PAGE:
To explain what I mean by this, let’s continue our previous example. If we are dealing with a small business’ website specializing in used shoes in Sheboygan, we should look for keywords that pertain to different kinds of used shoes to vary our keyword targeting beyond “used shoes” and “shoe store” (terms that would be suitable for the homepage’s targeting in this particular example).
You want a varied list of keyword ideas, because it’s important to target a variety of terms. For starters, you can only optimize a specific page for so many keywords before you get diminishing returns (more on this in a future post). You also want to target a variety of terms if you’re going for long-tail terms with low search volumes. One long-tail keyword may not pack a punch, but get your website on the first page for dozens like these, and you’ll notice a difference in your site’s traffic.
So, returning to the concept of reviewing a website for keyword ideas, let’s say we’re doing an SEO audit for Sheboyganusedshoes.com. Let’s also pretend there are various category pages for the different kinds of shoes sold on Sheboyganusedshoes.com. You already have fertile ground for SEO. Jot those different shoe types down on your keyword ideas list. If the website is overly-simplistic and only features a page or two, recommend to the web owner (or to yourself if you happen to be the owner) that more pages should be created. SEO and usability(!) is all about content, content, content.
If the website contains category pages, such as “used tennis shoes,” “used running shoes” and “used sandles,” you’ll want to find suitable and potent keywords to optimize these pages for. You’re not always going to find relevant keywords with significant search volumes. That’s okay. It may not be your biggest priority, but you should optimize a site’s less search engine traffic-conducive pages anyway, because you never know when someone might come out of left field searching for something that’s less popular.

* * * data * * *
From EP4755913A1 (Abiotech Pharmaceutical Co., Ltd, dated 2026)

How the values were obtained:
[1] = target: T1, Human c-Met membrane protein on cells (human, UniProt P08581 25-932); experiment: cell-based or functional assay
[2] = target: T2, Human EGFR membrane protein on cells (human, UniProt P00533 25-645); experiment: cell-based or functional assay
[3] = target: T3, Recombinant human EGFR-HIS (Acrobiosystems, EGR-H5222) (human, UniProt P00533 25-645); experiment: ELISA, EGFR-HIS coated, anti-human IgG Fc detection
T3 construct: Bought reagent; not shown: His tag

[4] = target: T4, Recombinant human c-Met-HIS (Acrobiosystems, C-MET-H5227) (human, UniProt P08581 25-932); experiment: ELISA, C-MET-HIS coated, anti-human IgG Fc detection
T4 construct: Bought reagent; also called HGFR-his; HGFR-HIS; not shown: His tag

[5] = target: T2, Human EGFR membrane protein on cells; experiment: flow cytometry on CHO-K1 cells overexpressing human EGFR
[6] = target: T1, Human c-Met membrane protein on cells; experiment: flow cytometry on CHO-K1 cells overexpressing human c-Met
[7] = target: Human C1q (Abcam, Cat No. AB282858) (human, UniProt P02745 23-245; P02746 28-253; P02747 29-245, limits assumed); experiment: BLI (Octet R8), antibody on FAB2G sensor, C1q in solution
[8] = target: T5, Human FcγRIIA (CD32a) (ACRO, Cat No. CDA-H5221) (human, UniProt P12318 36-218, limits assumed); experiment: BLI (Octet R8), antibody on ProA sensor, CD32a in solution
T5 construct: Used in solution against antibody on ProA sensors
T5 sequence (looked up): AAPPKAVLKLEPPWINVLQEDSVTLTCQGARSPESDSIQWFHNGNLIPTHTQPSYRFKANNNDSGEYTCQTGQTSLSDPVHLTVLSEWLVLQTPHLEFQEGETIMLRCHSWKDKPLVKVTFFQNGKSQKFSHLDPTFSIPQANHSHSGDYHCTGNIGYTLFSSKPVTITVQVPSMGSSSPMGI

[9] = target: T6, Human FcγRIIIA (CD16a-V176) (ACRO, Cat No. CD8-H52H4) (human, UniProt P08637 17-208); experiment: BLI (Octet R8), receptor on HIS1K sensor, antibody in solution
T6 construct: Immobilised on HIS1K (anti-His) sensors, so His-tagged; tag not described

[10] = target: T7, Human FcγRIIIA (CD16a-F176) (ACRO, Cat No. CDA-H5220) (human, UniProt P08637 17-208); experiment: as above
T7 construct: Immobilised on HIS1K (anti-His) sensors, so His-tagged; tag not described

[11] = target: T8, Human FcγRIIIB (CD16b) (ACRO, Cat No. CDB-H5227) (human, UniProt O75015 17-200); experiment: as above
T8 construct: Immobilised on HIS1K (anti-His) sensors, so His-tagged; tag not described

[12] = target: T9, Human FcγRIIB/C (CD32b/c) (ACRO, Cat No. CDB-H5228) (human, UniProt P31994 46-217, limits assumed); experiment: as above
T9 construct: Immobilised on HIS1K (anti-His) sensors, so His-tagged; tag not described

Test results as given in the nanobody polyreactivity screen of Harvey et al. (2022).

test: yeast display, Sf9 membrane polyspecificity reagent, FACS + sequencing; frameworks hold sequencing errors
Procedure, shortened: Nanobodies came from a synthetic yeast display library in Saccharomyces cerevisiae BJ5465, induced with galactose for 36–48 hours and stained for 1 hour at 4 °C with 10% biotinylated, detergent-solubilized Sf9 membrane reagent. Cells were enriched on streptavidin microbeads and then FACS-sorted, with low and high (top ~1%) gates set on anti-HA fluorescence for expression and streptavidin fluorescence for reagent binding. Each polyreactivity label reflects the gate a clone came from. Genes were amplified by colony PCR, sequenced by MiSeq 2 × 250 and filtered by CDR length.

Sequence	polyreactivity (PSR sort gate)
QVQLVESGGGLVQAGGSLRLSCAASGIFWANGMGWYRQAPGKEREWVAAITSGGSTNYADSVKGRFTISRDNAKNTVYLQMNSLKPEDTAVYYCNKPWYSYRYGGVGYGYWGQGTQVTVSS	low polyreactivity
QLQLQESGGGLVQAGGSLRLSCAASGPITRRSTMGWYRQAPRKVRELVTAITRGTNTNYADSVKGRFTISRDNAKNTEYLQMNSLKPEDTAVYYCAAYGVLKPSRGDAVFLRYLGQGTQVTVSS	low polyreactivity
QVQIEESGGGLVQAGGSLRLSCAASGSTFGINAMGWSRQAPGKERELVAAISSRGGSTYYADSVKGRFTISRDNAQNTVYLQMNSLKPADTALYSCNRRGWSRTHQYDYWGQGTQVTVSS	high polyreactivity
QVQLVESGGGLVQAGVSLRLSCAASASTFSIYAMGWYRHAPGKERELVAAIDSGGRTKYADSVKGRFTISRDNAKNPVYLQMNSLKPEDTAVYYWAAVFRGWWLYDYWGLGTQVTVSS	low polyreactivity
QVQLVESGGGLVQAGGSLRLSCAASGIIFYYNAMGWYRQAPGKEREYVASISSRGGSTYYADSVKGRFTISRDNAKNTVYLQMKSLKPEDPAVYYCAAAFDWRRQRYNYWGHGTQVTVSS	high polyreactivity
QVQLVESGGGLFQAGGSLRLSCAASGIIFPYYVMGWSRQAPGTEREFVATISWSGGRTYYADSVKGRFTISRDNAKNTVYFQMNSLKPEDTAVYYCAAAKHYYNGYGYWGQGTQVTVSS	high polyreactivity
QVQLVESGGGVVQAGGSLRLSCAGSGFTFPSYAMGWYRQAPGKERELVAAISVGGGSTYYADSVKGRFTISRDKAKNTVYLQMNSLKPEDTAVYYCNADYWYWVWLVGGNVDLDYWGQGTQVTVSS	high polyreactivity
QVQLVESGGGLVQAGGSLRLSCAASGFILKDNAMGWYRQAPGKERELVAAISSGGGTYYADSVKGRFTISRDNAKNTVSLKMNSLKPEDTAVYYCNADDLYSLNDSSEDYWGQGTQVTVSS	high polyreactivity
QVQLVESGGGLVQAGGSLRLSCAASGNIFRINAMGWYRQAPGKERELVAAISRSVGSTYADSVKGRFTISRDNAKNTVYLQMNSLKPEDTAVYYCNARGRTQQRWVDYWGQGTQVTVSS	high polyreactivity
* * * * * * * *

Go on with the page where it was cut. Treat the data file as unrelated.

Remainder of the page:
When you’ve gathered a lengthy list of keyword ideas, input them into the Google Keywords Tool and check out the search volumes. Those with zero search volume may not be worth the effort it takes to optimize your site for them. Save the ones that seem like they have some potential and get started on analyzing the SEO potential of the website’s content.
During your SEO audit, when reviewing a site for SEO potential, you have to look at its content and page structure. Content is extremely important, because Google determine’s a websites relevancy by analyzing its text (along with a few other elements).
So, let’s take a look at that website. Does the website have text? Is it minimal or lengthy? Are there many pages with a substantial amount of content (perhaps 300 words or more) or just a few?
If your answers to the above questions happen to be Yes (there’s text), (it’s) lengthy, and yes, (there are many pages with content), then congratulations! You have a website with strong SEO potential — so long as that content is unique!
By unique, we mean that you or the person who built the website didn’t copy and paste content from a competitor’s site. If you did steal someone else’s content, now is your chance for redemption. Replace this stolen property with honest to goodness original content, and the weight of the world will be lifted off your shoulders. That and Google will start to take your website seriously.